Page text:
History of the Coca Leaf in Peru

The coca plant has been around since about 3000 BC according to Evo Morales, the President of Bolivia and also coca farmer, who seeks to reestablish the plant as the main cash crop in that country and create more economic stability for the coca farmers (cocaleros), but, however, not for illegal cocaine production.

The coca leaf is today used in South America and principally in Peru, just as it was many centuries ago as a stimulant to ward off tiredness and increase stamina; and as a cure for the relief of high altitude sickness. It also has high nutritional properties and can be used as a food when other foods are not available. Reportedly the coca leaf contains iron, calcium, phosphorous, and vitamins A, B, and E.

Coca (Erythroxylum coca) grows wild and is cultivated in the Andean region of South America which includes Bolivia and Peru. Coca is also native to this region. 

Ancient history

The earliest known historical knowledge of coca leaves being used are from 2500 to 1800 BC in northern Peru (Huaca Prieta), where it is thought it was used primarily by the elite and royal social classes in Peru and for religious purposes.

Coca leaves have been chewed for over 4500 years in the Andean nomadic cultures of South America such as the Tiwanaku, Amyara, Incas, and Quechuas who still use the leaf today. The use of the coca leaf extends throughout South America in both ancient times and modern times in the countries of particularly Peru and Bolivia but also in Brazil, Ecuador, Paraguay, Chile, Columbia, and Argentina.

Traditional uses

The Mayo Clinic lists the traditional uses of coca as coca leaves and coca leaf tea for reducing pain, decreasing hunger, and as a stimulant. According to the Mayo Clinic studies have used coca tablets and coca leaves for treating cocaine dependence and in exercise tolerance and hypoglycemia.

Specific uses today

Coca tea is marketed by the Peruvian National Coca Company as Delisse InKa Tea. The company states that the coca plant is grown legally in Peru and Bolivia. Coca Sek is a soft drink produced by the Nasa Indians on their indigenous reserve in southern Columbia. Coca is also used in medicines, soaps, and chewing gum.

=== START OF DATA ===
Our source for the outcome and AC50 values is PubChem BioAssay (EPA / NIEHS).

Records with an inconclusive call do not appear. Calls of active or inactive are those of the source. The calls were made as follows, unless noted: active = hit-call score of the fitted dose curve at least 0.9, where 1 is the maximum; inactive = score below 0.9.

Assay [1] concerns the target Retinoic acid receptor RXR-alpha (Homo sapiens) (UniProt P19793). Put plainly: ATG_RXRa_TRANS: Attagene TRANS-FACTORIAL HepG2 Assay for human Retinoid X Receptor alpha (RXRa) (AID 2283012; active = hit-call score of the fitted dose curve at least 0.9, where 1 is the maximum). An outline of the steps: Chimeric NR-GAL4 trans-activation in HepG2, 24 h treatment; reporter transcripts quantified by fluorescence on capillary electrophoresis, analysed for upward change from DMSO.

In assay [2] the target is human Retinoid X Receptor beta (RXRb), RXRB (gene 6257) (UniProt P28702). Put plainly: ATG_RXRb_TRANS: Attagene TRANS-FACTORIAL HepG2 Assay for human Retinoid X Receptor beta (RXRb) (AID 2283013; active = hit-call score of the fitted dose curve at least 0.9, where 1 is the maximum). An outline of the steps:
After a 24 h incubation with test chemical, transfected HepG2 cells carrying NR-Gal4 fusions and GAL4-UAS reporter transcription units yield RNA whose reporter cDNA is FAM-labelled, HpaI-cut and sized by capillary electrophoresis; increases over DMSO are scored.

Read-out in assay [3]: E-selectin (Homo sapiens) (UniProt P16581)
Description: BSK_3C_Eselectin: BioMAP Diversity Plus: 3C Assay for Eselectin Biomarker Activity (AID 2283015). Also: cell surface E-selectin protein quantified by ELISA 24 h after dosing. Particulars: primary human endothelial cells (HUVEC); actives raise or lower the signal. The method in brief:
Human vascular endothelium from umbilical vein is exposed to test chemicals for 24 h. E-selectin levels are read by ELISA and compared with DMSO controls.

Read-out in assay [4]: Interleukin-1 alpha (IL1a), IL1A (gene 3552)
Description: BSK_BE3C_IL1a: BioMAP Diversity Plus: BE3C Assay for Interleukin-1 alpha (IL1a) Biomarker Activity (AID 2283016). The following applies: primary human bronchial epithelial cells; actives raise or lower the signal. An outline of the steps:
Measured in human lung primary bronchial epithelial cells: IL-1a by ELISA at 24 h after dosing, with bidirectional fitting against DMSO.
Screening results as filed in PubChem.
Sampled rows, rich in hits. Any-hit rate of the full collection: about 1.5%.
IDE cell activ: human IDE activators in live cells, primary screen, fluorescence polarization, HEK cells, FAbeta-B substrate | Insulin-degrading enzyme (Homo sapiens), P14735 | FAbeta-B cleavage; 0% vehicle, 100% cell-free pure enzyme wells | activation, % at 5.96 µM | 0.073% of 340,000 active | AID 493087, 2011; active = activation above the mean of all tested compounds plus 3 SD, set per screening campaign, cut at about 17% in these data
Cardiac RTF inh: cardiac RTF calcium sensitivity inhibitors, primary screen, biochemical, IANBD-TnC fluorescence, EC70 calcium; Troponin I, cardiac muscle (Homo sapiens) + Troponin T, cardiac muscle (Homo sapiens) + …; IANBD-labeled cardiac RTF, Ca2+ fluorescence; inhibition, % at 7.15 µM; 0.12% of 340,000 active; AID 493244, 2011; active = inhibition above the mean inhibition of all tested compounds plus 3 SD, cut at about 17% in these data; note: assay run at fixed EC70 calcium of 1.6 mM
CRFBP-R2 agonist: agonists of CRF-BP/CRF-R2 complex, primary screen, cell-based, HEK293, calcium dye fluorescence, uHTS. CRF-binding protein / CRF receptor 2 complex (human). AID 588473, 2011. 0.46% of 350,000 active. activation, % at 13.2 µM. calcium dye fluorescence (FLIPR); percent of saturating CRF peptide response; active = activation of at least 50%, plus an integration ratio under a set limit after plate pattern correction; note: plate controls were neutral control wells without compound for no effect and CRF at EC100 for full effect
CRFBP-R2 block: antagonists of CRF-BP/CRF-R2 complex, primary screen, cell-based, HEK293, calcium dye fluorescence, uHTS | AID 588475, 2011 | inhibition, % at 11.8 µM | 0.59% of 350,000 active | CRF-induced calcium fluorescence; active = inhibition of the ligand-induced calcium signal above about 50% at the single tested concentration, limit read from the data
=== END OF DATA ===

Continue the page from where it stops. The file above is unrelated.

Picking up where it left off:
An alcoholic beverage  called AGWA or AGWA de Bolivia is also manufactured that removes the cocaine alkaloid and also includes besides the coca leaf an infusion of a variety of herbs. The beverage is 30 to 60 percent proof. It is described as an herbal liquor and contains 40 grams of coca leaf.

Modern History

The modern history of the uses of the coca leaf begins in 1859 when Albert Niemann “isolated the alkaloid cocaine.” However one source states that as early as 1820 a coca liquer was manufactured by the De Medici and distributed throughout Europe. It was spoken of by Rudyard Kipling. (see timeline link below)

During the late 1860s cocaine was used as an anesthetic and spoken of by Sigmund Freud in a collection of papers on his experiences with cocaine.

In 1860 Angelo Mariani produced a wine from the coca leaf plant which was endorsed by Queen Victoria of England, Pope Leo XIII, and Thomas Edison.

The first Coca Cola or Coke was produced in 1886 by John Pemberton. This first Coca Cola contained cocaine, but by 1904, the cocaine was removed, however coca leaves were still used and are still used in the modern Coca Cola drink.

Although the writer has not visited Peru, relatives have reported their altitude remedy of coca leaf which was offered to them in a restaurant in Peru when on a hiking trip.

Coca leaf should not be confused with cocaine which is an illegal drug manufactured from an alkaloid in the coca leaf. The coca leaf itself is not a drug. The production of coca leaf for cocaine production is illegal in Peru. Coca leaf produced in Peru for all other uses is legal, such as in the production of teas, liquors, medicines, soaps, and other uses that decocainize the alkaloid that is used in the production of cocaine.

 Coca leaf timeline: